New Estimates of Deaths Among Unauthorized Immigrants. In the mid-1990s, the U.S. governments deterrence approach to immigration control militarized the U.S.-Mexico border, closed off major urban points of unauthorized migration in Texas and California, and funneled hundreds of thousands of unauthorized immigrants through southern Arizonas deserts and mountains. As a result, immigrant deaths along the border have increased dramatically. Experts estimate that the bodies of 2,000 to 3,000 immigrants have been found along the Southwest border since 1995. According to one expert, this border has been more than 10 times deadlier to migrants from Mexico during the past nine years than the Berlin Wall was to East Germans throughout its 28-year existence. In this IPC Policy Brief, authors Raquel Rubio-Goldsmith, M.Melissa McCormick, Daniel Martinez, and Inez Magdalena Duarte summarize their report for the Binational Migration Institute at the University of Arizona.
at ; http://www.ailf.org/ipc/policybrief/policybrief_020607.shtml
February 13, 2007
White House Budget Would Increase Spending for Border Security and Immigration Enforcement
President Bush released his $2.9 trillion budget proposal for fiscal year 2008 on Monday, unleashing debate over the Administration's plans to balance the budget while preserving the President's first-term tax cuts.
While many domestic programs would face funding freezes or reductions under the White House budget proposal, The Department of Homeland Security budget would increase significantly. Immigration enforcement and border security operations would result in a substantial increase of $1 billion for border fencing and surveillance and also fund an additional 3,000 border patrol agents. The administration's proposal would increase appropriations for U.S. Customs and Border Protection by 31 percent, U.S. Citizenship and Immigration Services by 29 percent, and U.S. Immigration and Customs Enforcement by 7 percent.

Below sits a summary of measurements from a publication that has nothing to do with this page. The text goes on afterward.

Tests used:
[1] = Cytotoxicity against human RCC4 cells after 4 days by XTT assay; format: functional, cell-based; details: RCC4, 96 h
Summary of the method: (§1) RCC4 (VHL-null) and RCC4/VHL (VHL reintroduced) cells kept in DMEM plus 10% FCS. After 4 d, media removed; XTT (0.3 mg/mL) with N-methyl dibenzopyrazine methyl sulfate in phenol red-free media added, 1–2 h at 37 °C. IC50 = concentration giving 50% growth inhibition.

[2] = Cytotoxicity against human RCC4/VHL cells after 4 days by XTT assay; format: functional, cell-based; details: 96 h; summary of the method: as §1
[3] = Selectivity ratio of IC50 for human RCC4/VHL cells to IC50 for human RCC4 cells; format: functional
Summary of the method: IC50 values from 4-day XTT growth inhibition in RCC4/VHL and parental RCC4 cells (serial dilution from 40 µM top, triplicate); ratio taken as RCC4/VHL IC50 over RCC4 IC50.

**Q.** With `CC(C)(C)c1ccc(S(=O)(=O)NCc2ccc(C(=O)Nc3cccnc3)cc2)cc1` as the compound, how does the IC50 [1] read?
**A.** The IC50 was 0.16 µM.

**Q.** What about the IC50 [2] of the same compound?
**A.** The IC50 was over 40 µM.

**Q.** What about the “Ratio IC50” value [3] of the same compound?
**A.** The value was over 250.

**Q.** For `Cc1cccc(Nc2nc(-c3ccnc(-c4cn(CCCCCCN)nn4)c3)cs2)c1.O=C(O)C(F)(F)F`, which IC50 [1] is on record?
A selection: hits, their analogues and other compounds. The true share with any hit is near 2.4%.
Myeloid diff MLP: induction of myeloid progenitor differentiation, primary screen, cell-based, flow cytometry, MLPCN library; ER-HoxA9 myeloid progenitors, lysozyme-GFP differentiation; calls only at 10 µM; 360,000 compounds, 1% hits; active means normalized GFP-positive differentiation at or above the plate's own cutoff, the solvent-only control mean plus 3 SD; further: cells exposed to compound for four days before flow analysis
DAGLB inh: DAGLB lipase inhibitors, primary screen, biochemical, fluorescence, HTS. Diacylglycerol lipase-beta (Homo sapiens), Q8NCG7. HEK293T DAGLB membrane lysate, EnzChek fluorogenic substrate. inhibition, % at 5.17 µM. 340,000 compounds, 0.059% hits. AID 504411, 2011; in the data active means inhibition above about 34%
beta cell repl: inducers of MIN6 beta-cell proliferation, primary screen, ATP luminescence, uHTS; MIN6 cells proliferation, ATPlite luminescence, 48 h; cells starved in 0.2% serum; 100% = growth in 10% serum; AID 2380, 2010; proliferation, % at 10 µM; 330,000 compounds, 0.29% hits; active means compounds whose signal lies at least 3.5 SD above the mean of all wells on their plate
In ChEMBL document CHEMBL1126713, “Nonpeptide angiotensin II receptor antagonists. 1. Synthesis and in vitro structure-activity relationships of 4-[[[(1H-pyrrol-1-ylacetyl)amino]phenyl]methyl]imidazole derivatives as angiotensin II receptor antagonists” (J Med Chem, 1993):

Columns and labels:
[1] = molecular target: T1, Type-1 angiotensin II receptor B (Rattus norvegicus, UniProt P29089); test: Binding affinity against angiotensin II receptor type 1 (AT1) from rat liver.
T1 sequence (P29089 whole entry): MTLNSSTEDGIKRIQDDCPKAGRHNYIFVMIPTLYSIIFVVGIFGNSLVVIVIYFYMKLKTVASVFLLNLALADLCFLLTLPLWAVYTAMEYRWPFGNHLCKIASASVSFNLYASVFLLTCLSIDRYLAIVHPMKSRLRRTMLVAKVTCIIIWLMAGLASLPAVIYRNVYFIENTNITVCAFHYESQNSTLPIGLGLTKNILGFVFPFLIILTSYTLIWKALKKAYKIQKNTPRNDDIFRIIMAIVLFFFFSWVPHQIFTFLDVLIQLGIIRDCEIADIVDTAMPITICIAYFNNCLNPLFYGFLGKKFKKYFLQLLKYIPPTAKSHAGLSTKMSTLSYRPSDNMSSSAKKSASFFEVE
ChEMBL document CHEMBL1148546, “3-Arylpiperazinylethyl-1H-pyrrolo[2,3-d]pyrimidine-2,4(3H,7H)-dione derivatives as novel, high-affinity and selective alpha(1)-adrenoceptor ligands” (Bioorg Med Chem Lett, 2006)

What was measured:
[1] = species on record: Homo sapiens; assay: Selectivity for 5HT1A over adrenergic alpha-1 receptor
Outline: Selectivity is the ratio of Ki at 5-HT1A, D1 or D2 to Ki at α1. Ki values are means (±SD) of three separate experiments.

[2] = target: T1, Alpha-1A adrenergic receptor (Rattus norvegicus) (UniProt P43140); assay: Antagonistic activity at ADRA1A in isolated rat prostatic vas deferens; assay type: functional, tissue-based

The proposed budget also includes the first funding request for the land portion of the Western Hemisphere Travel Initiative, with $252 million allotted for technology and staff at land ports of entry.
The Administration's budget would also bolster DHS's interior enforcement efforts, providing increased funding for a program to identify and deport undocumented immigrants in U.S. prisons, as well as continued funding for the Basic Pilot program. An additional $78 million - a 50 percent increase over FY 2007 - would go to train state and local law enforcement officers in federal immigration law and authorize them to identify and remove undocumented immigrants.
February 12, 2007
Nashville Mayor Bill Purcell vetoes English First law
I attended today’s mid-day press conference were Nashville Mayor Bill Purcell vetoed the English First law passed by the City Council last week. Mayor Purcell stated that English is our language”…. “We do not need a law to tell us what language we are already speaking”… The proposed law was not what Nashville is as a city. Rather the City is a collection of people of many languages and from many countries. It was great to see the mayor reject the law. Councilman Eric Crafton, the law sponsor wanted the City to take an English First stance. The room was full of people from all walks of life. This is what it took to defeat this law, a multitude of people and networks. Even though it is a cloudy overcast day in Nashville the sun came out today. I applaud Mayor Purcell on his veto of this bad law.